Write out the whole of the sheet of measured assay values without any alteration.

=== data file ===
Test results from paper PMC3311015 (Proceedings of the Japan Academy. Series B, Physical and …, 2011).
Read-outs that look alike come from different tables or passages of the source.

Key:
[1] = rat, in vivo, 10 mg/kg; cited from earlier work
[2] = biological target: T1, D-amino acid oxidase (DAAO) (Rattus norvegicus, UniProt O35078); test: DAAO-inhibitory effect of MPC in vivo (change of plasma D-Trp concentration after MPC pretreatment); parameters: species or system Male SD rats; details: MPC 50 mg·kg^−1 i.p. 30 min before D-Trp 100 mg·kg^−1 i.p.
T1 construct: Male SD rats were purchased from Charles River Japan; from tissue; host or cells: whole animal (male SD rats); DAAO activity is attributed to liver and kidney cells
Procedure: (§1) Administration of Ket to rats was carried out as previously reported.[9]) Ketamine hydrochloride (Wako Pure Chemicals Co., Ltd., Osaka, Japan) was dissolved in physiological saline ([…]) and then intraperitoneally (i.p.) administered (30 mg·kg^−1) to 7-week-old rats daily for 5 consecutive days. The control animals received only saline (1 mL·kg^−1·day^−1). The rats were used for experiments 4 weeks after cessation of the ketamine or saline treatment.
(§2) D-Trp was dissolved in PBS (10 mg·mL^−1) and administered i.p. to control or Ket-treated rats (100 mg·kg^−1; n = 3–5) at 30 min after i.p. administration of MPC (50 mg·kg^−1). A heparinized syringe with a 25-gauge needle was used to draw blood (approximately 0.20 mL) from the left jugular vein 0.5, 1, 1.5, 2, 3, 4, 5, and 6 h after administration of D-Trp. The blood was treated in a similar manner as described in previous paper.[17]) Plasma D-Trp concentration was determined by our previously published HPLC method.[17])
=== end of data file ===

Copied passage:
Test results from paper PMC3311015 (Proceedings of the Japan Academy. Series B, Physical and …, 2011).
Read-outs that look alike come from different tables or passages of the source.

Key:
[1] = rat, in vivo, 10 mg/kg; cited from earlier work
[2] = biological target: T1, D-amino acid oxidase (DAAO) (Rattus norvegicus, UniProt O35078); test: DAAO-inhibitory effect of MPC in vivo (change of plasma D-Trp concentration after MPC pretreatment); parameters: species or system Male SD rats; details: MPC 50 mg·kg^−1 i.p. 30 min before D-Trp 100 mg·kg^−1 i.p.
T1 construct: Male SD rats were purchased from Charles River Japan; from tissue; host or cells: whole animal (male SD rats); DAAO activity is attributed to liver and kidney cells
Procedure: (§1) Administration of Ket to rats was carried out as previously reported.[9]) Ketamine hydrochloride (Wako Pure Chemicals Co., Ltd., Osaka, Japan) was dissolved in physiological saline ([…]) and then intraperitoneally (i.p.) administered (30 mg·kg^−1) to 7-week-old rats daily for 5 consecutive days. The control animals received only saline (1 mL·kg^−1·day^−1). The rats were used for experiments 4 weeks after cessation of the ketamine or saline treatment.
(§2) D-Trp was dissolved in PBS (10 mg·mL^−1) and administered i.p. to control or Ket-treated rats (100 mg·kg^−1; n = 3–5) at 30 min after i.p. administration of MPC (50 mg·kg^−1). A heparinized syringe with a 25-gauge needle was used to draw blood (approximately 0.20 mL) from the left jugular vein 0.5, 1, 1.5, 2, 3, 4, 5, and 6 h after administration of D-Trp. The blood was treated in a similar manner as described in previous paper.[17]) Plasma D-Trp concentration was determined by our previously published HPLC method.[17])